One of our dogs (Shih Tzu/Bichon mix) navigates hardwood floors with no problem. The poodle (higher center of gravity) tends to run from area rug to area rug. He literally tippy toes around corners. We have area rugs in all rooms to help him navigate the house (we already had wood floors when he came to us). I vote for putting down area rugs and putting a runner on the stairs. It would be hard to live life every day feeling unsure of footing or in discomfort (physical or emotional).
|If it were me and my dog, I would find a way to give my dog a carpeted pathway.|
|Oh man, you haven't seen a neurotic dog until you've met mine. Chewing through drywall (twice), shattering plexiglass... those are only a few of the incidents. And she's only 14 lbs. But anyway, I agree with the other posters that your dog has a valid reason for being afraid of the steps... it's also hard for humans to navigate wood steps in socks, I'd be afraid I'd slip on them myself. I would do whatever I could to accommodate the dog. |
My dog is having an issue in our new house because the stairs are longer than in the old house. (It's a true 2-level as opposed to a split level.) She takes all the stairs in one sprint, so it's messing her up now that she has twice as many stairs. Plus it doesn't help that the door to the basement was closed when she ran up the stairs and she ran right into the door. Poor thing... she's afraid of those stairs now, but I just put her on the stairs and give her a boost up a couple of them and then she goes up.
|Poor baby. ;o( I would have a piece of plywood cut the width of the stairs/whatever length you need, staple a piece of carpeting to it, and use it as a ramp. It's something that can be left in place when you're not home, or keep it set aside to use when needed. I would want to accommodate 'man's best friend' since I know how paranoid a pet can be, and that would be easier for me to deal with also. ;o)|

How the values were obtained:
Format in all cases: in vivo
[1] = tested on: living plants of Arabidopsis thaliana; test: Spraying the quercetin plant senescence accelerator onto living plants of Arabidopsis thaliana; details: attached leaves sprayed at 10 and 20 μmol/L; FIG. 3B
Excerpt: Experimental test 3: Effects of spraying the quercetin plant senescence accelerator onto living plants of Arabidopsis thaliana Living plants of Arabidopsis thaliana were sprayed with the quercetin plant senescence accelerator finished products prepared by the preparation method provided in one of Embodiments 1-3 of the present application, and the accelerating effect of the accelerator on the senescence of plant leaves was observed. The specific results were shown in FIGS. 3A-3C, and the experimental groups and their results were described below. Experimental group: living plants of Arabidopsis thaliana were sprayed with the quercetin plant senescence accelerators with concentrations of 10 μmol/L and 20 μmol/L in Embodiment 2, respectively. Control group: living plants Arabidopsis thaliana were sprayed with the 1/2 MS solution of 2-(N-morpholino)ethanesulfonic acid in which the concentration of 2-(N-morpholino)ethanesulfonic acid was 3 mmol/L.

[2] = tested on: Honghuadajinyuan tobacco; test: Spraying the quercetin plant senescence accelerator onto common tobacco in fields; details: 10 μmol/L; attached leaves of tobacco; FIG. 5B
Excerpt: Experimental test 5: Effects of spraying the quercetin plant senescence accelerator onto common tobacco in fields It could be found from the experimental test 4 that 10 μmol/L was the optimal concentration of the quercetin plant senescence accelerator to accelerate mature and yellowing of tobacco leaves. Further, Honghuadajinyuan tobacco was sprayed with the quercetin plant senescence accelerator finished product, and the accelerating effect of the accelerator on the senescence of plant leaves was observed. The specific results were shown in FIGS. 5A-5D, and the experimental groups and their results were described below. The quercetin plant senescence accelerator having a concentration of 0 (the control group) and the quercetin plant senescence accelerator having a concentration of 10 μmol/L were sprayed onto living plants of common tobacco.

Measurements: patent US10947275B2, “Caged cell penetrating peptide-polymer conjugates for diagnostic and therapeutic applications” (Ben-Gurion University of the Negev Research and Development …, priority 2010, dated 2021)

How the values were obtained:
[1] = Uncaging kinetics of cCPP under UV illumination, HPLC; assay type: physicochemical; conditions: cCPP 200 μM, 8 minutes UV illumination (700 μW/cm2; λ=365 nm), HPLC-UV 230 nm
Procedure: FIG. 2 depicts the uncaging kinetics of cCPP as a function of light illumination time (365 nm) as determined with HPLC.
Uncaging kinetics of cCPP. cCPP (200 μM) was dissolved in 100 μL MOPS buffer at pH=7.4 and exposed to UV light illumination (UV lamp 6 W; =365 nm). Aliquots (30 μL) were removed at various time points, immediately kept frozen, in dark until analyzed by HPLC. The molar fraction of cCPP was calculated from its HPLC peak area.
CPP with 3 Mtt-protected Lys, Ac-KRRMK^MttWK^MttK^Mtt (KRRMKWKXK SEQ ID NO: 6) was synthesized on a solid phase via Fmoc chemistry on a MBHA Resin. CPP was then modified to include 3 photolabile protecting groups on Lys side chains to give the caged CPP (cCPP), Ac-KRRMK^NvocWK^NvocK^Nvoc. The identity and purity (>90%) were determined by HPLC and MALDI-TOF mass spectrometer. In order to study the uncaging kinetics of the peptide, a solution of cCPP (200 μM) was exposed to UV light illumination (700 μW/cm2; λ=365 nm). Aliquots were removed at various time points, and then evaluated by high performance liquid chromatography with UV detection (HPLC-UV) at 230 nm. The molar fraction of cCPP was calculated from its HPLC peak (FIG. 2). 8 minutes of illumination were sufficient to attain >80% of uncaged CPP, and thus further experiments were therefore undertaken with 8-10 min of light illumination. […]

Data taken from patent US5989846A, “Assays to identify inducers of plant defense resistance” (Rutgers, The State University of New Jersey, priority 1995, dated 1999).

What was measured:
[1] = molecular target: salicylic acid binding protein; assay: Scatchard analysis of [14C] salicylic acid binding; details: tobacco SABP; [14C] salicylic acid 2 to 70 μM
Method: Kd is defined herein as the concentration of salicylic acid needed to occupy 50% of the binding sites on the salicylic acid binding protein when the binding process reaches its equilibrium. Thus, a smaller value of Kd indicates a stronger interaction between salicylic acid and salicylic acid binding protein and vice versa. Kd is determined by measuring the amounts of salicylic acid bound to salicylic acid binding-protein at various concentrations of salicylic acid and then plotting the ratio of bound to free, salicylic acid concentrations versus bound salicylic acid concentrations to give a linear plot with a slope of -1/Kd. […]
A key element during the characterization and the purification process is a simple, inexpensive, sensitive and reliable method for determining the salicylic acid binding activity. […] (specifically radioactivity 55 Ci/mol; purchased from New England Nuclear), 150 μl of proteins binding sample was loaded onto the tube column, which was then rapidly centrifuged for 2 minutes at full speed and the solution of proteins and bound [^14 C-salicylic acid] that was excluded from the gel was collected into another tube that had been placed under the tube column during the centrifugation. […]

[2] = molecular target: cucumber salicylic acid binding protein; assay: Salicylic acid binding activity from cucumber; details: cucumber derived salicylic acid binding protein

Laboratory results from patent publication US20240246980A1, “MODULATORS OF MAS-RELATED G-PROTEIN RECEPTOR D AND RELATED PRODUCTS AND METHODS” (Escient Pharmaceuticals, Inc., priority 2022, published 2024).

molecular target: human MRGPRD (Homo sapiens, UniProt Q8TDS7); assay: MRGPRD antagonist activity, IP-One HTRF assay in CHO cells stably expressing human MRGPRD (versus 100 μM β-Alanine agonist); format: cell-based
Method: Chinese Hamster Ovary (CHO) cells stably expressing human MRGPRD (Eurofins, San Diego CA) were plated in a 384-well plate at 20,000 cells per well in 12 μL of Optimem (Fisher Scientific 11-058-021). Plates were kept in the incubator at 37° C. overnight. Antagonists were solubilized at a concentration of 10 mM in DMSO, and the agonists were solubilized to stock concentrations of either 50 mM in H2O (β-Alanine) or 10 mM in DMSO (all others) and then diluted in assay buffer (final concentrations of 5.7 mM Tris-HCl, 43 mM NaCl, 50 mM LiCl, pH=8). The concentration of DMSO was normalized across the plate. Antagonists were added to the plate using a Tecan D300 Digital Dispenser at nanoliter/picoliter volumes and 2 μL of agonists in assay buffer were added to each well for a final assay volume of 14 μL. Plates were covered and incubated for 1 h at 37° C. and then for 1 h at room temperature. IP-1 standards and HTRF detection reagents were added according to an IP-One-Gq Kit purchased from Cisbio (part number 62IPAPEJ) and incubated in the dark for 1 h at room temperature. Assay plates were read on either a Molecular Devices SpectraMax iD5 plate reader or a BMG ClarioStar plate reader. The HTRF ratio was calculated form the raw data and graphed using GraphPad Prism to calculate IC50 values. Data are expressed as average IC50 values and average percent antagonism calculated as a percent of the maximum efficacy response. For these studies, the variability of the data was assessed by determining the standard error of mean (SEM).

|``````If it were me and my dog, I would find a way to give my dog a carpeted pathway`````` |
I couldn't agree more. Something is going one either physically or emotionally with your best friend. I am certain your dog makes decisive actions to make you happy on a daily basis. This one is a mighty small concession in return...
|Is she ok on the FR hardwood but just doesn't like the stairs? Or does hardwood freak her out altogether? If it's just the stairs, I like patty cake's idea to build or buy a carpeted ramp. Seems like that would work for one step pretty easily. |
If she's freaked by all hardwood, you're setting yourself up for a dog who can't leave the kitchen.
|No surprise to see we're a dog lovin' group here. Love the ramp idea, if it would work. If not, don't see why you couldn't simply put down a runner for the two stairs. Such a tiny amount needed, you could get scraps from another install job. Find a carpet store with a dog lover! I want hardwood in my mbr, but it's the only carpeted room in the house, and the only place where she rolls about on her back with glee just cuz she's happy. I'm keeping the carpet.|
|I have a friend who is currently living in a rental house with lots of hardwood stairs. She found small oval braided rugs that fit on individual stairs. They must be double taped down because they don't move at all. Hers are cream color, so they are not real obtrusive. Something like that might work for you if you don't want to commit to a runner.|
|One of my dogs is like bambi on ice on hardwood stairs, and he's a big dog. We have a bilevel so if I want to get him in the kitchen we go the long way around via outside and up the deck. I hope you find a workable solution. I used to have a Sheltie, great breed, so loving and loyal.|
|Thanks to all of you for the feedback. I guess there are alot of dogs who are uneasy with the wood floors. They all have their own quirky personalities. |